Stopping Whaling on Our Own Turf - A Legal Battle to Protect Gray Whales

Posted on: November 5th, 2019

Sea Shepherd opposes the intentional killing of cetaceans, no matter the circumstances. From the Faroe Islands to Iceland, from Japan to Norway, Sea Shepherd’s opposition to whaling is categorical and uncompromising.

In the present case, there are a multitude of additional reasons to oppose a hunt off the coast of Washington: one of those is respect for the Marine Mammal Protection Act (MMPA) and the rule of law. The MMPA prohibits intentional taking of marine mammals, and imposes a heavy burden on anyone seeking a waiver of these protections. In requesting a waiver of MMPA protections for Eastern North Pacific (ENP) gray whales, NOAA Fisheries has failed to meet this heavy burden of proof under the MMPA – a burden that can only be satisfied on the basis of the best available science.

Although a waiver is being sought as to the ENP gray whales, other smaller populations of gray whales are intermingled with them. One such group is the summer resident gray whales (a/k/a the Pacific Coast Feeding Group) of which there are only 243 individuals that are enjoyed by whale watchers every year in Washington and Oregon. The other group is the endangered Western North Pacific (WNP) gray whales that are protected under the Endangered Species Act. The extreme risks to these smaller populations from the proposed Makah hunt – including the inability of the hunters to distinguish them from ENP gray whales – further supports denial of the MMPA waiver.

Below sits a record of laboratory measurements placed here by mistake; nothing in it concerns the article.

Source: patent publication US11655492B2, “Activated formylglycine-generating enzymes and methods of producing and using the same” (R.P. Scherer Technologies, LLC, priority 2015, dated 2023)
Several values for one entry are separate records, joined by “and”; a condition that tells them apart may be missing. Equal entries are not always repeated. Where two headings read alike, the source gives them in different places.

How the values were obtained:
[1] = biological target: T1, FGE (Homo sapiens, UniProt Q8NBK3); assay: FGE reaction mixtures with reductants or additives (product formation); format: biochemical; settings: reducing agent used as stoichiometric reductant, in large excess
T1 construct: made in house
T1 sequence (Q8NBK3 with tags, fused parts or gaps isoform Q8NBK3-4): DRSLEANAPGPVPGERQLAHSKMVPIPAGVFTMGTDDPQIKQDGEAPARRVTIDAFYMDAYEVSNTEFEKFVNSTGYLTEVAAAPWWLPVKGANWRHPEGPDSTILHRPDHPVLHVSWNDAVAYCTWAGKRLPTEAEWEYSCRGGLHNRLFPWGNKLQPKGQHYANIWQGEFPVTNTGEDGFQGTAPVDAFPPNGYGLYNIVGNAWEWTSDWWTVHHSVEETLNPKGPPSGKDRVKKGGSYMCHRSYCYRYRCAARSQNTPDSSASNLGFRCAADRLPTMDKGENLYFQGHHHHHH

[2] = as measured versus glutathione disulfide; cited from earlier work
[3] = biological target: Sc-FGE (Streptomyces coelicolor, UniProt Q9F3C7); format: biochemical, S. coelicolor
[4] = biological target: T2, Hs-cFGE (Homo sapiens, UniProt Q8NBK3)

A third reason for opposing the hunt is the present Unusual Mortality Event (UME) declared by NOAA Fisheries for gray whales earlier this year. Over 200 gray whales have washed up dead along the Pacific Coast this year. Given that most whales sink when they die, the actual number of dead whales is likely closer to 5,400. While the precise cause of the UME has not been determined, the evidence collected so far strongly suggests that the gray whales are starving to death. Accordingly, the proposed hunt will only add yet one more stressor on struggling gray whale populations in the Pacific.

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